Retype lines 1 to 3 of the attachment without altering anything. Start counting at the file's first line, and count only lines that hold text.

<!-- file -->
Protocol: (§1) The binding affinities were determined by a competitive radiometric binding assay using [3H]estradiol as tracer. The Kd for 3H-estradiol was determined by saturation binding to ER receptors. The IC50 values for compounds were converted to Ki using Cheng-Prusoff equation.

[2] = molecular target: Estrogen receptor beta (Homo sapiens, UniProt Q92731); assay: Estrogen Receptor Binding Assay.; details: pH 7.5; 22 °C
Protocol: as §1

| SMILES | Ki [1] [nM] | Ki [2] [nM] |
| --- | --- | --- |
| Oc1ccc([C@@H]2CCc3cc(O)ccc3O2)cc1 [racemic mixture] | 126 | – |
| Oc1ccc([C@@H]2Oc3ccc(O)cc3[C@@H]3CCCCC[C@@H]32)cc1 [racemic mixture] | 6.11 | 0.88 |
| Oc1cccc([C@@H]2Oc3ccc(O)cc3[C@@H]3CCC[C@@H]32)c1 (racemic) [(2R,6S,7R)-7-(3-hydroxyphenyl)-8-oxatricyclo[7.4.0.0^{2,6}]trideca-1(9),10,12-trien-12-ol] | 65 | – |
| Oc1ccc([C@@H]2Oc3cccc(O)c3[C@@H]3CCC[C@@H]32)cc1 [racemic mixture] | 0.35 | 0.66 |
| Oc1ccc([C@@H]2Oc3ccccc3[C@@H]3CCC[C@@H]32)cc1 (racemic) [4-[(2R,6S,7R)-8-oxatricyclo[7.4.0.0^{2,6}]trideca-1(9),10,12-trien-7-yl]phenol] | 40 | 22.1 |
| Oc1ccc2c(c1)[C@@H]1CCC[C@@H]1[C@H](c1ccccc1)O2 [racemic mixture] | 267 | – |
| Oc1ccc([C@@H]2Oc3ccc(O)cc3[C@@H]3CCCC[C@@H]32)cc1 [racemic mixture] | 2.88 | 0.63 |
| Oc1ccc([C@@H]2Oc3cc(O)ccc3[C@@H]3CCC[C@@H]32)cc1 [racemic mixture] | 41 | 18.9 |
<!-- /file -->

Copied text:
Protocol: (§1) The binding affinities were determined by a competitive radiometric binding assay using [3H]estradiol as tracer. The Kd for 3H-estradiol was determined by saturation binding to ER receptors. The IC50 values for compounds were converted to Ki using Cheng-Prusoff equation.

[2] = molecular target: Estrogen receptor beta (Homo sapiens, UniProt Q92731); assay: Estrogen Receptor Binding Assay.; details: pH 7.5; 22 °C
Protocol: as §1